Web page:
Sharing: School board votes to retain shared superintendent 2013.05.08

Written by David Green.


Morenci Board of Education members aren’t ready yet to break with the shared superintendent concept they initially approved in 2010.

A motion by Carrie Dillon to discontinue sharing an administrator with Hudson died due to lack of support at the board meeting Monday. A second motion—to continue with the shared superintendent—passed by a 6-1 margin, with only Dillon voting against it.

Board members are uncertain where the agreement with Hudson will stand in two weeks when that board of education meets. At the quarterly shared services committee meeting with Hudson last month, representatives from that school indicated their board might vote to employ Dr. Michael Osborne as a full-time administrator once again, as it did before the shared arrangement began.

Dillon made her motion to discontinue sharing for financial reasons. The two districts each pay one half of Osborne’s salary and benefits.

Trustee Phil McCaskey questioned that approach, stating that the district is saving money with the half cost, yet nothing has been proposed to replace Osborne at smaller cost.

McCaskey said Morenci is in the tough financial position that Hudson was in four years ago. 

“Hudson took a hands-off approach,” he said. “They hired Mr. Osborne and let him do his job.”

Hudson is now out of debt and has funds set aside to rehire Osborne full-time.

“There are tough cuts ahead,” McCaskey said. “We have someone in place now who is willing to make the cuts.”

McCaskey said a Hudson school board member told him that Morenci micromanages to the point of making the superintendent ineffective.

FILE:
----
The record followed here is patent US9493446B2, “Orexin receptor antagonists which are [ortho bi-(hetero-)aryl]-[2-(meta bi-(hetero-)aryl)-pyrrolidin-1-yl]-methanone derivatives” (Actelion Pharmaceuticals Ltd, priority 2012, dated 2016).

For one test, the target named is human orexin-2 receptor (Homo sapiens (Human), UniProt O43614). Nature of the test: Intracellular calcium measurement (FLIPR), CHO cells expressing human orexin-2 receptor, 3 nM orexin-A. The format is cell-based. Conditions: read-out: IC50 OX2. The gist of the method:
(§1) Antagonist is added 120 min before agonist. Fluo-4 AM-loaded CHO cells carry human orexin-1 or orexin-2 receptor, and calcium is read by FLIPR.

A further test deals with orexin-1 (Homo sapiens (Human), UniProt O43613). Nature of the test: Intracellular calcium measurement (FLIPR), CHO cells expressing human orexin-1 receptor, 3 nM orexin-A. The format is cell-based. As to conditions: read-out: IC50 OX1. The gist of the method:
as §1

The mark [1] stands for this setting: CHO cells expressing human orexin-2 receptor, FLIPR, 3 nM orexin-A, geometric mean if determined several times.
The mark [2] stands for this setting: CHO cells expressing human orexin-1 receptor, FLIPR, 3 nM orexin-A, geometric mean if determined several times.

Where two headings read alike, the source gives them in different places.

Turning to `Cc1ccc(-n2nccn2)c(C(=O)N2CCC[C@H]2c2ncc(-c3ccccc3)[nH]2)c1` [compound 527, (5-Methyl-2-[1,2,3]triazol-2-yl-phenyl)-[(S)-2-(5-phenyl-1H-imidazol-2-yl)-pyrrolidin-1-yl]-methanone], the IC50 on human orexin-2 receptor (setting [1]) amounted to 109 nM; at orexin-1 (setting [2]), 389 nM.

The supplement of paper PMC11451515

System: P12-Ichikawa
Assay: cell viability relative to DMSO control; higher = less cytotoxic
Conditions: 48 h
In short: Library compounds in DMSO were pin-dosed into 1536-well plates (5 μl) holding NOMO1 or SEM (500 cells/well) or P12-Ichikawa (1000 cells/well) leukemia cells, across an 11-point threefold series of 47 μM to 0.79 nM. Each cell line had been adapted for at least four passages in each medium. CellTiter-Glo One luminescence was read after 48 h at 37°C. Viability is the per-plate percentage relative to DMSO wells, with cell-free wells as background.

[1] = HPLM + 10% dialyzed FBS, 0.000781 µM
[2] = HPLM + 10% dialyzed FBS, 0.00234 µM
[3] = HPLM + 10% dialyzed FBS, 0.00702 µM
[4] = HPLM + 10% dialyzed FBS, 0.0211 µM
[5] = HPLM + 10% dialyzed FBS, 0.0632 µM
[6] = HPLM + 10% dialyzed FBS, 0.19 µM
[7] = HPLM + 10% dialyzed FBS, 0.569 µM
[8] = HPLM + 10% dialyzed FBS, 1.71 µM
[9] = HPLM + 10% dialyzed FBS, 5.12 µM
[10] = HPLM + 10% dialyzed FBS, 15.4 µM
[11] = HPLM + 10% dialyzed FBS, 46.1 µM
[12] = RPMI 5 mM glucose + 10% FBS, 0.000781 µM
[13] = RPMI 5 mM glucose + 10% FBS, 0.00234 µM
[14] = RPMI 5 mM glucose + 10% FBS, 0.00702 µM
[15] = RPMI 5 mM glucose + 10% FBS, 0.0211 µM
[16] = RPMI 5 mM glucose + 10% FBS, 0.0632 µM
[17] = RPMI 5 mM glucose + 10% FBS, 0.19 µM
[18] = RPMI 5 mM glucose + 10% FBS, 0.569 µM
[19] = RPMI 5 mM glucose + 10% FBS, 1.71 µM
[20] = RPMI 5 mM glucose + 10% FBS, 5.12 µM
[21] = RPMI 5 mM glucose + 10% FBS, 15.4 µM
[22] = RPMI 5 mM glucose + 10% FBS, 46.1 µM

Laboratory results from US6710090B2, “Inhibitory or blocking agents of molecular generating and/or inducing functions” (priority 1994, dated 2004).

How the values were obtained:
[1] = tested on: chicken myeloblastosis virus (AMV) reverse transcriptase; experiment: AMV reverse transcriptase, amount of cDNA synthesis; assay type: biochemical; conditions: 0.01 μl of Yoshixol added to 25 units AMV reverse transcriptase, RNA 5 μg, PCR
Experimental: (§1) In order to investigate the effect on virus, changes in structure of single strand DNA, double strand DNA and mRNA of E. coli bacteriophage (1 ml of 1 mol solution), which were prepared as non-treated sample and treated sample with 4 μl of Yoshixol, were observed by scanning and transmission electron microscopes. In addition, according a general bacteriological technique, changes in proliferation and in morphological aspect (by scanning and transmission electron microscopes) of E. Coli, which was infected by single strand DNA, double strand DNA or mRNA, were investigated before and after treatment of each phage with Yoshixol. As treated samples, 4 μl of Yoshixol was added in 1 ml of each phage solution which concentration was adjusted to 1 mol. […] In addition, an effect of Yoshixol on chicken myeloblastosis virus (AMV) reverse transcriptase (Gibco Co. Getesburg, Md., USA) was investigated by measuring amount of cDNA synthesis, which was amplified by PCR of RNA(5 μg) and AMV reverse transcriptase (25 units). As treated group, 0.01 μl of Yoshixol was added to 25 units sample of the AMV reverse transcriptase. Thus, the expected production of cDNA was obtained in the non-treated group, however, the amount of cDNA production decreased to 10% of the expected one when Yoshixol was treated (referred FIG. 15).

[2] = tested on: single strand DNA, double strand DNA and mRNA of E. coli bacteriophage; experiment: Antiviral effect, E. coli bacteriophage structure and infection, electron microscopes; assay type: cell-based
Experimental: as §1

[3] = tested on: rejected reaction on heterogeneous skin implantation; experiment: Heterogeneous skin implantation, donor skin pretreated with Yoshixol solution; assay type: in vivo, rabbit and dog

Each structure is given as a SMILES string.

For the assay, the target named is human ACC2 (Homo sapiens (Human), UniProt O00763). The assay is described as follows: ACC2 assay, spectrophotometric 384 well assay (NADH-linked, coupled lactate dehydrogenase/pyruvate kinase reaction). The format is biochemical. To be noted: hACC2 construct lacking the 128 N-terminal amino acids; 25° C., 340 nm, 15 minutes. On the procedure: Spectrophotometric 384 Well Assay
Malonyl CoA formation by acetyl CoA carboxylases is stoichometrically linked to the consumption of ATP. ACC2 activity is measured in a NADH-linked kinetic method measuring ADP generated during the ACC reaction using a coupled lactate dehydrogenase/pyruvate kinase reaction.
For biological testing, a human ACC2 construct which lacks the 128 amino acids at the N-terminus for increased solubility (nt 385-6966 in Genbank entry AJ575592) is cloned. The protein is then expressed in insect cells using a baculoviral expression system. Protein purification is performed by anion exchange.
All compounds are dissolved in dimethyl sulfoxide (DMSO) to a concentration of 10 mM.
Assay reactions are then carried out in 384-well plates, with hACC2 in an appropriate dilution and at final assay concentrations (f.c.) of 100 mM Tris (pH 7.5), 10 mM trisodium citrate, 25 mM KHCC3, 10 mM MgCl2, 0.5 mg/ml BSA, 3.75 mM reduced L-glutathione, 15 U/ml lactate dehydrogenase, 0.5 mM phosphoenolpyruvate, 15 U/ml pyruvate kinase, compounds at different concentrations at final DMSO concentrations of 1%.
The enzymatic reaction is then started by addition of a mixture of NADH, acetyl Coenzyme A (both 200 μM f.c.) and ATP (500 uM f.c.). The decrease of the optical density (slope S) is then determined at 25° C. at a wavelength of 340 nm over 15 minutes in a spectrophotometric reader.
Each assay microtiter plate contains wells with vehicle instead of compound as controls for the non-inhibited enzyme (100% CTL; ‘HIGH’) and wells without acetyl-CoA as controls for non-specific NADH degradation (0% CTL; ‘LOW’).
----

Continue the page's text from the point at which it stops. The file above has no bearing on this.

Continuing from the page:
Board president Scott Merillat said it’s not the board’s role to make cuts. That’s why a superintendent is hired.

Board member Laura Spencer stated her concern about a proposal for a combined superintendent/principal because the same person would be negotiating with the people they’re also supervising.

Spencer said she hears complaints about Osborne not being in the district enough, but by combining administrative roles, that immediately makes each job part-time. If that’s one of the core reasons for ending the shared superintendent, she said, she doesn’t see the situation changing.

Larry Bruce, the board’s newest member, said the shared arrangement has not been discussed since he joined the board in November. 

“I might not be ready to go away from a shared superintendent, but we know we have to make cuts,” he said. “We need to do something on the administrative end. We’re going to have to make some administrative changes.”

State officials think there are too many school districts in Michigan, Merillat said, and Morenci is now the county’s smallest. He urged the board to make a decision and move forward.

“Regardless of what we’re doing, we need to save $250,000,” he said. “There needs to be cuts made. Somebody has to do it.”

Several board members abstained from voting, stating there wasn’t sufficient information available. Merillat asked if there were any other motions and the discussion continued.

Spencer noted that the top administrator making the cuts is not going to be liked by those affected. She said she’s very disturbed by the undermining of administrators that she’s witnessed since joining the board two years earlier.

“I’m disgusted that as a board and a community in general we haven’t handled things with more respect and dignity,” she said, “and done what is right for students and made the hard decisions. I’ve never seen so many hidden agendas in my professional career.”

“We have a leader in place. Is Mike the right leader? I don’t know,” she said. “But whoever that leader is needs to be respected. Issues need to be dealt with like adults and dealt with professionally.  I don’t like what I’ve seen.”

Merillat said the board needs to establish a clear set of goals for the superintendent for six months down the road, for one year, for five years. Whoever is chosen, the person needs the board’s support—without interference.

Merillat said that any time in the future the district can opt out of the shared contract if the goals aren’t met.

The 6-1 vote leaves Osborne in place while the board awaits to hear from Hudson.

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